Now, writing for a video is a very different process because there is a necessity to synchronize the audio and visual. The script must be correctly timed to create a coherence between it and the visual. This will definitely effect the style of writing, causing descriptions or speeches to become shorter or longer depending on how long the video counterpart of it is. Obviously there is not a need to adhere to standard grammatical rules, the script is set up for timing and feeling. The most interesting aspect about the Regal Bricks Script is it's use of ellipses to emphasize that the announcer must make it sound mystical, or to allow for a deeper pause at that point in the script.

The video portion of the script, as can be seen in the hyperlinked script above, also does not follow standard grammar rules. It is abrupt and is simply there to describe the scene and point out aspects of style of the video portion. A simple list serves as a sentence, with no verb anywhere to be found.

Identifying the Horror of a Website

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At first I was very surprised that Redish's example of a horribly constructed website was one of the US government's. I would think that the government, especially a government sector as important as the Health and Human Services, would be a very well done Website. But, as is obvious, it was definitely poorly constructed. The thing that struck me the most was how unprofessional it originally looked. With all the dazzling logos on the bottom, it looked like some amateur website from the 90's. I would not have trusted the site as a place to get information about my deadly disease I have. The rainbow of colors is the one of the more off putting things about the logos. These colors distract from any color scheme that the website may have, and without a good color scheme, the website seems chaotic and slapdash, definitely not informative and trustworthy.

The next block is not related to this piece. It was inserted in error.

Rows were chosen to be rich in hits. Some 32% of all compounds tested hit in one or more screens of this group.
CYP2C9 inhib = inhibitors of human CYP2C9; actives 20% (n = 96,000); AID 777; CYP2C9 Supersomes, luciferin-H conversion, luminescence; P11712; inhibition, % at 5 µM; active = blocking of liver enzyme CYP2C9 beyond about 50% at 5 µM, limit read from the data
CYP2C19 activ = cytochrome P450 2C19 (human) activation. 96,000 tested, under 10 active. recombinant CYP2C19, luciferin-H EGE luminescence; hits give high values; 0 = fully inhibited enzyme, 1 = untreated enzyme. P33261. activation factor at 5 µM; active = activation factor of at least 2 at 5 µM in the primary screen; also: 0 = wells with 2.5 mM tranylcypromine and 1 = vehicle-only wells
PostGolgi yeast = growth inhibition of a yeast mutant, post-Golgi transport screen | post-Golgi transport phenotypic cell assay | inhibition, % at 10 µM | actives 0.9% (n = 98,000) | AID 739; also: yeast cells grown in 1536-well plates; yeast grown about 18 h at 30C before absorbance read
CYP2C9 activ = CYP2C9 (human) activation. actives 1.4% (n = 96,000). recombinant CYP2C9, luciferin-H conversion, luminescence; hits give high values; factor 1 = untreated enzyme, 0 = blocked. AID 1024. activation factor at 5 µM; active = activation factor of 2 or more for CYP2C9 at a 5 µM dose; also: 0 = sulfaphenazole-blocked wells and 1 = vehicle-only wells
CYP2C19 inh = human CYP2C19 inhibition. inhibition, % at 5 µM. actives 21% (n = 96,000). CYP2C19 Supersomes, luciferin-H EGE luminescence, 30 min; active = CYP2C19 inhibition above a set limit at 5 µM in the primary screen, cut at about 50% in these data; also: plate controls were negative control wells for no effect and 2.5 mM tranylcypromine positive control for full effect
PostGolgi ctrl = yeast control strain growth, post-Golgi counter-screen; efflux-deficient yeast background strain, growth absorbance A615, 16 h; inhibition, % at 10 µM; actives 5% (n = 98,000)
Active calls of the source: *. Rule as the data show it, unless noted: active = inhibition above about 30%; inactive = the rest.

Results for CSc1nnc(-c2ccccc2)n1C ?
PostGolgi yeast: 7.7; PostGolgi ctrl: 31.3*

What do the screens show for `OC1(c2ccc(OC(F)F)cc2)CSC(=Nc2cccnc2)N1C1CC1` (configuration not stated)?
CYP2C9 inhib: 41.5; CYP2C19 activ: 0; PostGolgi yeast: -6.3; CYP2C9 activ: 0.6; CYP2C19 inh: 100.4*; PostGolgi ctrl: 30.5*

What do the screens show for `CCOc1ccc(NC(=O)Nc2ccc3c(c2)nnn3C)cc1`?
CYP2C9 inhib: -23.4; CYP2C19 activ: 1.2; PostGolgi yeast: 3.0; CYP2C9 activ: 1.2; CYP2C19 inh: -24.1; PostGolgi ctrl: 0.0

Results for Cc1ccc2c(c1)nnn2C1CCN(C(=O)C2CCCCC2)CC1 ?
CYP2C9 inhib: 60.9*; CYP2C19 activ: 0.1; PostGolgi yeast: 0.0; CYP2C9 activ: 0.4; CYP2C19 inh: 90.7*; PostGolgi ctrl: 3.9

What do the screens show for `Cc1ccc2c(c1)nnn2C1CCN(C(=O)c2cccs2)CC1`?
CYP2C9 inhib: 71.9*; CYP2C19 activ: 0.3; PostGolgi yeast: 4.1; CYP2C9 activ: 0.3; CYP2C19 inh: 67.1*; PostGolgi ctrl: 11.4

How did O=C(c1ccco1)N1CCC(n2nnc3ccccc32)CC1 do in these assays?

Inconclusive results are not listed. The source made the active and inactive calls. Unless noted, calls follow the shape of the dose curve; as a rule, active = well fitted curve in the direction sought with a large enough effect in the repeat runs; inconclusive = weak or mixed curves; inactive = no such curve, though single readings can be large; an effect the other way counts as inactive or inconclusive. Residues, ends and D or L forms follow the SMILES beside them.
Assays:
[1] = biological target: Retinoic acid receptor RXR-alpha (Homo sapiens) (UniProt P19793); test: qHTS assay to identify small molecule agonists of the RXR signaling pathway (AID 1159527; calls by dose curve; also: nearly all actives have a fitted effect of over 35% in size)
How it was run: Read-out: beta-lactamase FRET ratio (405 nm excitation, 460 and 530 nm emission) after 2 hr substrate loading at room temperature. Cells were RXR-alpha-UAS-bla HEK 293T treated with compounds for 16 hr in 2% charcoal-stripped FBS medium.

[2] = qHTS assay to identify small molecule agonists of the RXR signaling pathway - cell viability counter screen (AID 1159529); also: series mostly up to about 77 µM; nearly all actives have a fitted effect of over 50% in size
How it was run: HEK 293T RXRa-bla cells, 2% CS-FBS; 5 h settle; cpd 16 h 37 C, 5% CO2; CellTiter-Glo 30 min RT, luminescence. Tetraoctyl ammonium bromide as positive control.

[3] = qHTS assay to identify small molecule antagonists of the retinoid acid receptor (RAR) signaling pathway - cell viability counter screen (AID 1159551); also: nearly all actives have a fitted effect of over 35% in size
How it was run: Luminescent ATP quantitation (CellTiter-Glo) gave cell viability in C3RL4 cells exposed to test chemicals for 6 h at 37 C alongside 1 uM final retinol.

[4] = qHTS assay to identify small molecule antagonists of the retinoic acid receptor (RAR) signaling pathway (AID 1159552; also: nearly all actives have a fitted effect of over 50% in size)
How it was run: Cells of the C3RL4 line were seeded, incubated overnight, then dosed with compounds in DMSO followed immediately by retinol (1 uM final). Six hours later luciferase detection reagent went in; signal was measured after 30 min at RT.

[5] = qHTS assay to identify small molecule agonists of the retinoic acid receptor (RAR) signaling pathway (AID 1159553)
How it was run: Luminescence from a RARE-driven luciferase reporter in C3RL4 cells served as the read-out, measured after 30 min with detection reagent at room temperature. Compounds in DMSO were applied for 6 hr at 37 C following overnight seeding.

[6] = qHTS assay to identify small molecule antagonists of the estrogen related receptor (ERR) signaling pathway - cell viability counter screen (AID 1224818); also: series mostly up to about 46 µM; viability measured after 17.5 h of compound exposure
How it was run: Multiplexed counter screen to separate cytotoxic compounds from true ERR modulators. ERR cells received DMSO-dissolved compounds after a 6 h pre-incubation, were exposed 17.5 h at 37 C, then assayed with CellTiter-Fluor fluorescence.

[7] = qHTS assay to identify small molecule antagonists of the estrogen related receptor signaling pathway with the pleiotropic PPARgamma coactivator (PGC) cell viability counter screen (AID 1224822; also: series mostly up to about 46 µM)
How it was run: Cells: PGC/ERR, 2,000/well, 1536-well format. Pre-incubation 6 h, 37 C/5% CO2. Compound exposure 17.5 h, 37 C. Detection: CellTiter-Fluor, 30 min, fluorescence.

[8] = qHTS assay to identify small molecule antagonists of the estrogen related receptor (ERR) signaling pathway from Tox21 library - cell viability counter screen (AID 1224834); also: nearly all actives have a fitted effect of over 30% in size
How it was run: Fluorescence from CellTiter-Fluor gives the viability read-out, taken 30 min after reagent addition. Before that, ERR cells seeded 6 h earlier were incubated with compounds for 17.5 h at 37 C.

One site that has always aggravated me is the website of Democracy Now. It has angered me so much that I have completely given up on it. For this blog entry I was looking at some of my old bookmarked sites and stumbled upon this long forgotten site. After reading these chapters in Redish, I can now pinpoint two main features about the website that make me hate it. the first one is of course the massive essay that you are greeted with on the homepage. I don't think I have ever gotten past the first paragraph of it, and I really don't care too. as Redish points out, homepages should be based on providing links and short descriptions (37). this brings me to the second problem I have with the website, the links that it does provide are completely useless. I originally came to the site to receive the podcasts that they were apparently sending out. Upon looking at the site, you will see that none of the links even remotely help you with that quandary. Even the links that are available lead to very basic pages that don't really give you much information or much to do. I may have had higher hopes for the website when I first attempted surfing it. I may have assumed there would be plenty of information about civil liberties and news on the website, but there was none of it to be found. I still, to this day, am looking for those podcasts.